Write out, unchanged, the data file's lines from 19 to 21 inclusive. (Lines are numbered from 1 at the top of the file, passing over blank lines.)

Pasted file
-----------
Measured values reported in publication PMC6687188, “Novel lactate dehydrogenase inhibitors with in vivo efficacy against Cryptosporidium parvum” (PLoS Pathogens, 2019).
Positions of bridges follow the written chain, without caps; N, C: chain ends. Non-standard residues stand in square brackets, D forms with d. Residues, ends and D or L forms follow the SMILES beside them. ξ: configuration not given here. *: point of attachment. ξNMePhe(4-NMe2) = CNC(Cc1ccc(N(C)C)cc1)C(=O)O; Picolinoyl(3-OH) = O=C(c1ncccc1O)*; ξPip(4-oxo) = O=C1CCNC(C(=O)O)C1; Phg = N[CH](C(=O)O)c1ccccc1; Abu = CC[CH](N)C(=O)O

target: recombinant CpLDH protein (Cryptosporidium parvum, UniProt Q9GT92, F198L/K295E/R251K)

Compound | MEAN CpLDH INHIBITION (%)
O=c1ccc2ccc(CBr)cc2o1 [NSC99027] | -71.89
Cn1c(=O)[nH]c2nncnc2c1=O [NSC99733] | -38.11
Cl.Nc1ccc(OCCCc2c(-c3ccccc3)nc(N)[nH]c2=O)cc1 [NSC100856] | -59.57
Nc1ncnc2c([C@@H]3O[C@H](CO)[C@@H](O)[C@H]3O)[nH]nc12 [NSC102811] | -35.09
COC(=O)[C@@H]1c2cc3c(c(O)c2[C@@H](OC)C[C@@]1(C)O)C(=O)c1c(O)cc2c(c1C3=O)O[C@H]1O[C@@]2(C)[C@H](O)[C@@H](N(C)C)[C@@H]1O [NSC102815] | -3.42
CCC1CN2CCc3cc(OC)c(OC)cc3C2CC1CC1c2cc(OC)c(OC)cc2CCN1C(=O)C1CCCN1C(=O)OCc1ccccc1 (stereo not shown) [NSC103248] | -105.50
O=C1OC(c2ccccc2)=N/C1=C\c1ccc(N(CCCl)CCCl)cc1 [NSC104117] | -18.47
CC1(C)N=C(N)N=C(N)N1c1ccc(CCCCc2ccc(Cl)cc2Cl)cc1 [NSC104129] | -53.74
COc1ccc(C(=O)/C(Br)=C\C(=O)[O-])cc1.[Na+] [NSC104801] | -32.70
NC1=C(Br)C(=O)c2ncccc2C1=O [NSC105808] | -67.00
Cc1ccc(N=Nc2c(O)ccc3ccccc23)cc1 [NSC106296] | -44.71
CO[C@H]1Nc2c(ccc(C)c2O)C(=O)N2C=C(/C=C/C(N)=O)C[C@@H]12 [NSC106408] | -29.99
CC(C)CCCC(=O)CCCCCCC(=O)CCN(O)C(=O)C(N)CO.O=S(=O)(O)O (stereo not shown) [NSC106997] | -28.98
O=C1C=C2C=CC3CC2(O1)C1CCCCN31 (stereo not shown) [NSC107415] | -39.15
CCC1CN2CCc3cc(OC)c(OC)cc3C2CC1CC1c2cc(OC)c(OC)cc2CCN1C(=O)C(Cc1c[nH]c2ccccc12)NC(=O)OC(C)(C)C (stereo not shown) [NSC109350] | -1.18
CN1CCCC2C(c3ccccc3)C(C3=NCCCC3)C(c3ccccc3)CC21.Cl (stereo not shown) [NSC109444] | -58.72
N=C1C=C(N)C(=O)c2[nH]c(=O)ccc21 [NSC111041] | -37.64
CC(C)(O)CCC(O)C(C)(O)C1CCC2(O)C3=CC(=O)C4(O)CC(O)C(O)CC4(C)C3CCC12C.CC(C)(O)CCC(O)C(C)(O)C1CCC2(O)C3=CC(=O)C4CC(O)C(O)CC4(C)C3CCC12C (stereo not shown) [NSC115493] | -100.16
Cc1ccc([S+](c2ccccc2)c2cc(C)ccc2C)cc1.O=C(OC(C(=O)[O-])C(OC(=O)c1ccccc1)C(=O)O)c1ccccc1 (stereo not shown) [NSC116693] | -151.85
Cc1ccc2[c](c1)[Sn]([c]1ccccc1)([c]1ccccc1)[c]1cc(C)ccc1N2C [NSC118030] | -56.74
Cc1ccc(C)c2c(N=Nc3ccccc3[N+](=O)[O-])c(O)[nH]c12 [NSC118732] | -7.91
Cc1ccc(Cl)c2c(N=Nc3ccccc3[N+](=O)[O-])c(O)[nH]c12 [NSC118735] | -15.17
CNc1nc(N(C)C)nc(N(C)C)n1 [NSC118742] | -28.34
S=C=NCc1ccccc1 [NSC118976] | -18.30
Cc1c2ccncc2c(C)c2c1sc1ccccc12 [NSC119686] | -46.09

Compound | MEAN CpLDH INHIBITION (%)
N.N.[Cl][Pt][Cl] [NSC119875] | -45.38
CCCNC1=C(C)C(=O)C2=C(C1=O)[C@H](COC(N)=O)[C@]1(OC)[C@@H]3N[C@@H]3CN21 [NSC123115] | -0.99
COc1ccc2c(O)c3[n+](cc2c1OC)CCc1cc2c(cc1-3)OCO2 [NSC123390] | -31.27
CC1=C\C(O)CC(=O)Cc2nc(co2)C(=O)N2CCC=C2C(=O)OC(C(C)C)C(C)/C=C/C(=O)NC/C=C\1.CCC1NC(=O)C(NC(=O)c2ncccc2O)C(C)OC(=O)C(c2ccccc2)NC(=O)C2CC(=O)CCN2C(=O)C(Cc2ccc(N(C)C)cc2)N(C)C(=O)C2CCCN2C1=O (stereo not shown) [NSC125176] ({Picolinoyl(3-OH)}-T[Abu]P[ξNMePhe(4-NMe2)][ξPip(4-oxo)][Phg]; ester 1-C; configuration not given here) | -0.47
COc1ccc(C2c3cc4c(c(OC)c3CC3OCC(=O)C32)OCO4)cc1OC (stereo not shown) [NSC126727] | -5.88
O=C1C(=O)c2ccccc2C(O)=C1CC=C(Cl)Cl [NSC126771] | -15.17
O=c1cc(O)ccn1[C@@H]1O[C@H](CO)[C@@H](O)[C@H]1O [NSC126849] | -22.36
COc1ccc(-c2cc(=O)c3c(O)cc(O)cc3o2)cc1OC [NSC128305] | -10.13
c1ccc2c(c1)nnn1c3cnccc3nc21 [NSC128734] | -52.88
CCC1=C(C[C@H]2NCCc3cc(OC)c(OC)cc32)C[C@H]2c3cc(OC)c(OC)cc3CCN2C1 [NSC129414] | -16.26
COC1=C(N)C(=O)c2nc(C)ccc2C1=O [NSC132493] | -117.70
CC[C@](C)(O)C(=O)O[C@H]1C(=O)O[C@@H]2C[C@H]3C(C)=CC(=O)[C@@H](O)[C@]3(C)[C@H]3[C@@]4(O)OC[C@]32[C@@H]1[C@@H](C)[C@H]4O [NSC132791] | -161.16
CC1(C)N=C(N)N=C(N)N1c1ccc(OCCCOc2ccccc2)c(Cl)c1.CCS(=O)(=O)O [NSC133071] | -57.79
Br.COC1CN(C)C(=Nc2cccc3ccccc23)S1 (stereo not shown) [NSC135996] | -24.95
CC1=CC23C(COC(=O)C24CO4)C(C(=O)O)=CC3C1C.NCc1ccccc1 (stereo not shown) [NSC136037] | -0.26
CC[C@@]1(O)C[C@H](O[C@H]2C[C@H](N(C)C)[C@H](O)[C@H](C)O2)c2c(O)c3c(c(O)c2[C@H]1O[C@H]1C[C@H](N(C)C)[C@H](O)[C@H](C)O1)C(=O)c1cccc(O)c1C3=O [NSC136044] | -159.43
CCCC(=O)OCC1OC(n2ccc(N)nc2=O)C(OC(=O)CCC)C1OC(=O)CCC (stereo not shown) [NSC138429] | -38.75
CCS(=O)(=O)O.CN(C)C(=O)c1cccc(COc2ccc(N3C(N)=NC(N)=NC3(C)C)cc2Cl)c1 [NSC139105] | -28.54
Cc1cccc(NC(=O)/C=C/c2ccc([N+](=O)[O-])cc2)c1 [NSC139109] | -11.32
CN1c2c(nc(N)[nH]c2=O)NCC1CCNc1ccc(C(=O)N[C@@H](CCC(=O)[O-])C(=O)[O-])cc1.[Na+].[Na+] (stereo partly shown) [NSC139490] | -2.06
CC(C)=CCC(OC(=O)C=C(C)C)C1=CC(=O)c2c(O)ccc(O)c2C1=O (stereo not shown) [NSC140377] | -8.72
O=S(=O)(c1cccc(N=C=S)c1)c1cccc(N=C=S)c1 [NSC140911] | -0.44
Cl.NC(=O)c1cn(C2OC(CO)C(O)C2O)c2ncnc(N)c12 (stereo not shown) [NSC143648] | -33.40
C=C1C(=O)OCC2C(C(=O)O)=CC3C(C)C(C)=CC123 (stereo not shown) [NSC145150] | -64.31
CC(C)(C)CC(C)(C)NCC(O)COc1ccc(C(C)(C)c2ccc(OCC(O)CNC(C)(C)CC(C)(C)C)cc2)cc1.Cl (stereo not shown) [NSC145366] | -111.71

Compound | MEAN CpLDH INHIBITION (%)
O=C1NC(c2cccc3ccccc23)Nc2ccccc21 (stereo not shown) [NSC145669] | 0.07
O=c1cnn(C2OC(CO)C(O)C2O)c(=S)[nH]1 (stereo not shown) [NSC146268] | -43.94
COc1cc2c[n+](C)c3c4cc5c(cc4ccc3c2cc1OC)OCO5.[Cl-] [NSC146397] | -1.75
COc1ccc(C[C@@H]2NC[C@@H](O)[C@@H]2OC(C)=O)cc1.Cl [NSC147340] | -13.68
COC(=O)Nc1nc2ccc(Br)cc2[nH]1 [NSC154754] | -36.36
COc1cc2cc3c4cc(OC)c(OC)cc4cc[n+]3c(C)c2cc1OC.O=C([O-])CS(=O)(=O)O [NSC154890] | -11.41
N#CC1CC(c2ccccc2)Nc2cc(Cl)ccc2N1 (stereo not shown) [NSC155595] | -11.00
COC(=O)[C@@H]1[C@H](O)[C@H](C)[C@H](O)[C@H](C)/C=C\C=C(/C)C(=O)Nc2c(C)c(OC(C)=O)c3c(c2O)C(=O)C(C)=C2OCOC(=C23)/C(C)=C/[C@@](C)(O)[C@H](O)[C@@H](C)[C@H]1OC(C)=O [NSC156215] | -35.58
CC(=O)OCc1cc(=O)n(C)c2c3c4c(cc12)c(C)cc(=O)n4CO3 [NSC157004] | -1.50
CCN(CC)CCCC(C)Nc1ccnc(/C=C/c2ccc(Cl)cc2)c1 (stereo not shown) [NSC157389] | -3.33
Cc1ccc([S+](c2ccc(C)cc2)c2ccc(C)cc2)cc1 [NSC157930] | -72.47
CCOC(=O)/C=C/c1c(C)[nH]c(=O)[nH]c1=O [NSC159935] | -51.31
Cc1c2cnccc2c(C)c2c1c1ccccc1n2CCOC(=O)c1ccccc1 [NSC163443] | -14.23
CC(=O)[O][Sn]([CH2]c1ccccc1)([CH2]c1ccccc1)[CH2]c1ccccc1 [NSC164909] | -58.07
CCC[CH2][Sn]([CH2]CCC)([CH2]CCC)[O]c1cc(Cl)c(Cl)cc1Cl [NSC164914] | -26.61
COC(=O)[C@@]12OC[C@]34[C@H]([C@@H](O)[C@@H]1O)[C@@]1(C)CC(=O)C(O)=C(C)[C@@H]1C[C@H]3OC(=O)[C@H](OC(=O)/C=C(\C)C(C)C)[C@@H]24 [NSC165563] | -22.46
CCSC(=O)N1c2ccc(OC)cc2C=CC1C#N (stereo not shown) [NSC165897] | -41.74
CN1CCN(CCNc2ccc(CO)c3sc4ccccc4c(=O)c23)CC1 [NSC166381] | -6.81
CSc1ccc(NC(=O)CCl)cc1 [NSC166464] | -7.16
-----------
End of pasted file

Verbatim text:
CCC1CN2CCc3cc(OC)c(OC)cc3C2CC1CC1c2cc(OC)c(OC)cc2CCN1C(=O)C(Cc1c[nH]c2ccccc12)NC(=O)OC(C)(C)C (stereo not shown) [NSC109350] | -1.18
CN1CCCC2C(c3ccccc3)C(C3=NCCCC3)C(c3ccccc3)CC21.Cl (stereo not shown) [NSC109444] | -58.72
N=C1C=C(N)C(=O)c2[nH]c(=O)ccc21 [NSC111041] | -37.64